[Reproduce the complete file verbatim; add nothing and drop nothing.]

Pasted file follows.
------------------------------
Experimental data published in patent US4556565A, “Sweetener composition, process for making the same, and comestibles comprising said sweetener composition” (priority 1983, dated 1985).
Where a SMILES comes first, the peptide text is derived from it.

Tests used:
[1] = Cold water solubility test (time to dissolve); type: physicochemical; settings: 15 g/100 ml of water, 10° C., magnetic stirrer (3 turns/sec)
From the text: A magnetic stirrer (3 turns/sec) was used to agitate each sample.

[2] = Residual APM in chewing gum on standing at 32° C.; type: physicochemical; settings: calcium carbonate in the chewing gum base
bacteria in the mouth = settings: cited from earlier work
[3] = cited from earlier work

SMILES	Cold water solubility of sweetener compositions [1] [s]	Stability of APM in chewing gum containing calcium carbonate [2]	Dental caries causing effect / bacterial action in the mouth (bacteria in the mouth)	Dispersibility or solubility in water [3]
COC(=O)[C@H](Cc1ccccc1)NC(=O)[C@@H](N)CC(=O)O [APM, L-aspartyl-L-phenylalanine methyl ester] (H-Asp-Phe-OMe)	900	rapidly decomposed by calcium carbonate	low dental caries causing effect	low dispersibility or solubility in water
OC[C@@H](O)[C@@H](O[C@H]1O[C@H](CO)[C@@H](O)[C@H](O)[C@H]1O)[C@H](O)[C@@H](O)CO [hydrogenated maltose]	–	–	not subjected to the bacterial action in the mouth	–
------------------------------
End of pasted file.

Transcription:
Experimental data published in patent US4556565A, “Sweetener composition, process for making the same, and comestibles comprising said sweetener composition” (priority 1983, dated 1985).
Where a SMILES comes first, the peptide text is derived from it.

Tests used:
[1] = Cold water solubility test (time to dissolve); type: physicochemical; settings: 15 g/100 ml of water, 10° C., magnetic stirrer (3 turns/sec)
From the text: A magnetic stirrer (3 turns/sec) was used to agitate each sample.

[2] = Residual APM in chewing gum on standing at 32° C.; type: physicochemical; settings: calcium carbonate in the chewing gum base
bacteria in the mouth = settings: cited from earlier work
[3] = cited from earlier work

SMILES	Cold water solubility of sweetener compositions [1] [s]	Stability of APM in chewing gum containing calcium carbonate [2]	Dental caries causing effect / bacterial action in the mouth (bacteria in the mouth)	Dispersibility or solubility in water [3]
COC(=O)[C@H](Cc1ccccc1)NC(=O)[C@@H](N)CC(=O)O [APM, L-aspartyl-L-phenylalanine methyl ester] (H-Asp-Phe-OMe)	900	rapidly decomposed by calcium carbonate	low dental caries causing effect	low dispersibility or solubility in water
OC[C@@H](O)[C@@H](O[C@H]1O[C@H](CO)[C@@H](O)[C@H](O)[C@H]1O)[C@H](O)[C@@H](O)CO [hydrogenated maltose]	–	–	not subjected to the bacterial action in the mouth	–